Five steps to contain the next outbreak
One of the uncertainties in the current environment is how long the COVID-19 restrictions will last. How effective will we be preventing new cases? How long will it take to bring the virus under control? What new behavioural and social interventions will we adopt? Whether months or years, our new “normal” will be different.
Hong Kong offers an example of our future behaviours. Since the 2003 SARS pandemic, when Hong Kong accounted for about 40 per cent (286/700) of global deaths, its new normal has included:
- Promotion of universal medical precautions, including avoiding contact with patients’ bodily fluids by wearing nonporous articles such as medical gloves, goggles and face shields.
- Improved computer applications for contact tracing.
- A “high-alert” system to warn about infectious disease outbreaks.
- Systematic controls to improve hygiene, including disinfecting high-use areas such as elevators every two hours.
- A revised ticketing system in dim sum eateries in which patrons fill out cards beforehand, writing down the quantity of each dish desired. Before SARS, food was served on trolleys that weaved between tables and diners selected dishes as they came to the table.
- The use of two pairs of chop sticks by restaurant patrons – one to take food off the serving plate and the other to eat.
- The closure of workplaces when multiple staff are sick.
- The regular use of hand sanitizers and the wearing of masks when ill, which is done by more than 90 per cent of the population.
In our new normal, five prevention activities we will need support.
1- Education on prevention and containment
Information on the length of voluntarily home quarantines. We will need advice on how and when to avoid possible super-spreader events. When we are out and about in our communities, we will need to know when and how to be physically distant, whether to use facemasks and to adhere to other prevention behaviours.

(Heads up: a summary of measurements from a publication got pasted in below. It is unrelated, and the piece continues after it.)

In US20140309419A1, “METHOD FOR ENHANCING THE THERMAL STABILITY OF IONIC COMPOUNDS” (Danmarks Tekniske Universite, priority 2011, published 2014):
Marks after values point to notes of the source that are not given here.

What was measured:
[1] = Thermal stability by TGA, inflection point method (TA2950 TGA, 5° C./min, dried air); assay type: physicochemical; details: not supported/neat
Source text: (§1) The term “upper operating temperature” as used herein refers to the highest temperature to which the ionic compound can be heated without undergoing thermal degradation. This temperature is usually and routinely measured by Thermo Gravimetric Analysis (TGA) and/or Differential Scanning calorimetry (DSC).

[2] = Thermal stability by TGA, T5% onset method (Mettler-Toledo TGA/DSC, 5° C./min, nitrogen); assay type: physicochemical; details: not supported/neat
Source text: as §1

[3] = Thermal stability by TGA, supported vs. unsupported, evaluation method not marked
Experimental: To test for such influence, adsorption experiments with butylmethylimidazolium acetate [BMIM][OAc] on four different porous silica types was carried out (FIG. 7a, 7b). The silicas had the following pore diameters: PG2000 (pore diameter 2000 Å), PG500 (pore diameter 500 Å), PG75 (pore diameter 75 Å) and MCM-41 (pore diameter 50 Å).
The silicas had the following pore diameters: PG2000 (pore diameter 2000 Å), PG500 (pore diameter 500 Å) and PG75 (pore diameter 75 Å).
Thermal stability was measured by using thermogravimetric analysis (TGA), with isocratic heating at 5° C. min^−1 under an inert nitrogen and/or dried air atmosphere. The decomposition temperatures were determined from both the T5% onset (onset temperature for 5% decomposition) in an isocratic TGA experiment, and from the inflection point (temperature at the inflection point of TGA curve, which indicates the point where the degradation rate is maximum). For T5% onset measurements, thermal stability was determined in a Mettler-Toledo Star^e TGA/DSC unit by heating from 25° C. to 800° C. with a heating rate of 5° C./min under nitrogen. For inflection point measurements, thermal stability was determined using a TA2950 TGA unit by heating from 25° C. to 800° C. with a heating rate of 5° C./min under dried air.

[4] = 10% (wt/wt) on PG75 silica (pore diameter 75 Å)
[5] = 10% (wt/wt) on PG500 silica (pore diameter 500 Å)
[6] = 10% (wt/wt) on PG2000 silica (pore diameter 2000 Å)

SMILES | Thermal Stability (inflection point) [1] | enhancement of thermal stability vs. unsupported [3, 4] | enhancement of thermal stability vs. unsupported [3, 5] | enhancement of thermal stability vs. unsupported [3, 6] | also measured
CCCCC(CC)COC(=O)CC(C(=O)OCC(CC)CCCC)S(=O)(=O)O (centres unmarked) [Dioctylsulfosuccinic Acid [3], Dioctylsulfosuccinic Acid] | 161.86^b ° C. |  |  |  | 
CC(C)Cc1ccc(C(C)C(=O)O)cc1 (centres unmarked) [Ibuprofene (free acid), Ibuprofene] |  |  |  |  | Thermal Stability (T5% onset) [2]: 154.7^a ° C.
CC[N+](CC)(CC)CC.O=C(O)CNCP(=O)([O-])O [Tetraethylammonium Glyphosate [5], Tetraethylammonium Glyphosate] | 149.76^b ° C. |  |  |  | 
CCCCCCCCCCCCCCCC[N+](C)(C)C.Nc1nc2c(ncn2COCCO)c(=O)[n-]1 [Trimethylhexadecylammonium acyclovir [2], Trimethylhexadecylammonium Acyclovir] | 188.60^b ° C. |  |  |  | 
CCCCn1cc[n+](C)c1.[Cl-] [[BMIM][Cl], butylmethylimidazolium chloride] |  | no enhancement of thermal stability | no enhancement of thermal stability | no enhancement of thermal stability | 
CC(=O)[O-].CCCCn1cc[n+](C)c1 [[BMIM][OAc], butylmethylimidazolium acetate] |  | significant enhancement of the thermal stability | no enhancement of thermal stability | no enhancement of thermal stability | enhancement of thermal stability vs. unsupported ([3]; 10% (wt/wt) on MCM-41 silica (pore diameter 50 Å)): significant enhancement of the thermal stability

2- Better access to testing and health care
Immediate identification of COVID-19 cases in communities as well as in hospitals and care homes. Patients must be isolated and their contacts traced using a combination of local health teams and digital tools. We must ensure transmission is suppressed in hospitals, care homes and workplaces through the right equipment, testing, distancing and hygiene.
3 – Legislation and regulation
Public health legislation to empower local public health offices to isolate infected individuals or if exposed to an infected person. In addition, we need to ensure the most vulnerable, socially and medically, are fully protected through simple access to basic incomes, rights for migrants and safety for those affected by domestic violence.
4 – Measurement and feedback
Public health and digital surveillance to identify where the cases are clustering or continuing to spread. This transparency is essential to inform the lifting of lockdowns while shielding people from transmission hotspots. This also informs how to build community resilience to support the vulnerable and the negative impact of control measures.
5 – Role models
Community leaders must be exemplary role models. They must continue to be a positive voice of evidence-based information on social media, be champions of #COVIDkindness by supporting high-risk individuals, family, friends and colleagues to follow advice of public health officials and model healthy behaviours.
We should not get overly obsessed about exposure to the COVID-19 virus. Everything in life is about managing risk. Not crossing a road is less risky than crossing it but this does not mean we never cross a road. There is a balance of risk and reward in everything, including changing our behaviours to avoid infections. Speak to your physician or pharmacist and research COVID-19 online.
In 1150 AD, the visionary female theologian poet and scientist Heldegard of Bingen (Germany) published Causes and Cures, outlining her thinking about medicine and human anatomy. Her recommendation to boil drinking water made a huge contribution to human health. She believed that since God put everything on Earth for humans to use, cures for a wide variety of diseases would be found in the plants and minerals found in nature. In these uncertain COVID-19 times, her statement about life’s mysteries is reassuring: “Humanity, take a good look at yourself. Inside you’ve got Heaven and Earth and all of creation. You are a world – everything is hidden in you.”
Larry W. Chambers has authored articles and books on disease prevention, improvements in long-term care homes and innovative approaches for continuing professional development. He is Research Director of the Niagara Regional Campus, School of Medicine, McMaster University.
Hanna Levy and Eva Liu are medical students at the Niagara Regional Campus of the McMaster University, School of Medicine.